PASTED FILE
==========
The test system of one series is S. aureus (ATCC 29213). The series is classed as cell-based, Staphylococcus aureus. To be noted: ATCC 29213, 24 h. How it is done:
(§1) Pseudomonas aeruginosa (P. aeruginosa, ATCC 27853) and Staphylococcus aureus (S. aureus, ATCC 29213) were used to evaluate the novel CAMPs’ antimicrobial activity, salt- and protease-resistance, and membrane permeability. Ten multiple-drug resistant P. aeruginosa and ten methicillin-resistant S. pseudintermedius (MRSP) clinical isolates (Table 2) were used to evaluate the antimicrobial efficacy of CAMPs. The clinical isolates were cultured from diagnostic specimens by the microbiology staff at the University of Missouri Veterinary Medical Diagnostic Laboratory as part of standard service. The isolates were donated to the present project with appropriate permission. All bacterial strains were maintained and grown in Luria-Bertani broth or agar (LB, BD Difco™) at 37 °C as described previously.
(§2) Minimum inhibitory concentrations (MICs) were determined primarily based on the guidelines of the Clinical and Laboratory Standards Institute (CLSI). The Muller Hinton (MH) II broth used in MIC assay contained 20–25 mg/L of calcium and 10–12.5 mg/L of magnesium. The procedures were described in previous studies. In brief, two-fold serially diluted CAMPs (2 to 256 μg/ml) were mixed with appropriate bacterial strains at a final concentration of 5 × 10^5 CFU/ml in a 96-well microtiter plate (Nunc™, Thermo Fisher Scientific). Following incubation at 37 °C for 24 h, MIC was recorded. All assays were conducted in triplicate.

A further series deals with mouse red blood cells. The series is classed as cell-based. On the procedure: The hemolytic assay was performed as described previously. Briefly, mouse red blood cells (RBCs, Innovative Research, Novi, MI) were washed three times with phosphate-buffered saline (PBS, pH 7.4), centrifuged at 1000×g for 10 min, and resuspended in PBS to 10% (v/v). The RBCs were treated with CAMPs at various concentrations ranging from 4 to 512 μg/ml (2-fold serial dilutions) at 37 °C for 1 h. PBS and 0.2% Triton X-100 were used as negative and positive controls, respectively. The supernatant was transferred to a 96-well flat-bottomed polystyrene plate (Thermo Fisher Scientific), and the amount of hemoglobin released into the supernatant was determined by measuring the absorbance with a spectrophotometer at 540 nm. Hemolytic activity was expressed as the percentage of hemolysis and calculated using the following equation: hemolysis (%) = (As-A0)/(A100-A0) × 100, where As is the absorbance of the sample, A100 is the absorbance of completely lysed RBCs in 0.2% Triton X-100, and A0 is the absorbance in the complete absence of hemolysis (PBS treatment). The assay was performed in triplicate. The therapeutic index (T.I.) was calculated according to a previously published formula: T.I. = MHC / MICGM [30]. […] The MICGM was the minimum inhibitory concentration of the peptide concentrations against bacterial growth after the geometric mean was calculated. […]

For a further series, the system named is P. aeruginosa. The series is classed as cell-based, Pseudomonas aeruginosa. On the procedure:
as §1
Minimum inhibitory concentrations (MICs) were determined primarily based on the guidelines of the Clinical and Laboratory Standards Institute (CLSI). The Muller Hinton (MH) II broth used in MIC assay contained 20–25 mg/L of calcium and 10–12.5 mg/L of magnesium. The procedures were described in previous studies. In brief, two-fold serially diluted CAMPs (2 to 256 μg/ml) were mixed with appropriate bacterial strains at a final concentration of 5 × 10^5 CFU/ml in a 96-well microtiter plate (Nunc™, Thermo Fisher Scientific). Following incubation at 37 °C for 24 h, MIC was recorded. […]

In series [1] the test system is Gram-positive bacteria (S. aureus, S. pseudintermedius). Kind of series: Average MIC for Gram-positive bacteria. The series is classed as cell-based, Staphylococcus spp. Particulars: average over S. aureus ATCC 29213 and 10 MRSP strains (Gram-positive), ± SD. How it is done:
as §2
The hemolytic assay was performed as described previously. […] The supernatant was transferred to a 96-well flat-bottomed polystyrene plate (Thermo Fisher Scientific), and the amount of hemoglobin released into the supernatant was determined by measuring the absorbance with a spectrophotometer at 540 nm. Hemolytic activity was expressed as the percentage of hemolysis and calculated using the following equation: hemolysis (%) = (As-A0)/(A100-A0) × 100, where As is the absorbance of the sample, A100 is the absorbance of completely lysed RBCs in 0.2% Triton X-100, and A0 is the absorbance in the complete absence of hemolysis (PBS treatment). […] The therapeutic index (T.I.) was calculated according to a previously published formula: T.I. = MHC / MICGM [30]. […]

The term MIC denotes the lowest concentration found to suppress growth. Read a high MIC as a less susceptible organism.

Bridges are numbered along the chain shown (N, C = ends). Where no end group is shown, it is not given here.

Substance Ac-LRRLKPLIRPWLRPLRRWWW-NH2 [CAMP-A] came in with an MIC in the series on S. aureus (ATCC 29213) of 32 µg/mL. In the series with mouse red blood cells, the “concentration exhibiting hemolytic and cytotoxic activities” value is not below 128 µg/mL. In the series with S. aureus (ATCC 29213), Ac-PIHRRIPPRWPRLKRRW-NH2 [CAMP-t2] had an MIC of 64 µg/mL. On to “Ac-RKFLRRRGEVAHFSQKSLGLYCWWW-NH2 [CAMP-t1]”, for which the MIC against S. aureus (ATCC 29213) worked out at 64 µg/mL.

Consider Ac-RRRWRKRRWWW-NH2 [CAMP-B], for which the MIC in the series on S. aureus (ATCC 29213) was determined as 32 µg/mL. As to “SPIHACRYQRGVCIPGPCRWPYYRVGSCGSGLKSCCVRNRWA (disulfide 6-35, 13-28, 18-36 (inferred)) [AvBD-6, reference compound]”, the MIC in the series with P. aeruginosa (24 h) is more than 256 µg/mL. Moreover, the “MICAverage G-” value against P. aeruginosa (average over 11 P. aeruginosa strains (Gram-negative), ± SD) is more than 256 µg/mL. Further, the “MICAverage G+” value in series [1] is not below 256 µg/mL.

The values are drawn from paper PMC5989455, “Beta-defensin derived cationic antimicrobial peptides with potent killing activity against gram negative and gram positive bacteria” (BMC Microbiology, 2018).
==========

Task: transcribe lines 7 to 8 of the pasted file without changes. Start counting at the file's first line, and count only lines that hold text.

Minimum inhibitory concentrations (MICs) were determined primarily based on the guidelines of the Clinical and Laboratory Standards Institute (CLSI). The Muller Hinton (MH) II broth used in MIC assay contained 20–25 mg/L of calcium and 10–12.5 mg/L of magnesium. The procedures were described in previous studies. In brief, two-fold serially diluted CAMPs (2 to 256 μg/ml) were mixed with appropriate bacterial strains at a final concentration of 5 × 10^5 CFU/ml in a 96-well microtiter plate (Nunc™, Thermo Fisher Scientific). Following incubation at 37 °C for 24 h, MIC was recorded. […]

In series [1] the test system is Gram-positive bacteria (S. aureus, S. pseudintermedius). Kind of series: Average MIC for Gram-positive bacteria. The series is classed as cell-based, Staphylococcus spp. Particulars: average over S. aureus ATCC 29213 and 10 MRSP strains (Gram-positive), ± SD. How it is done: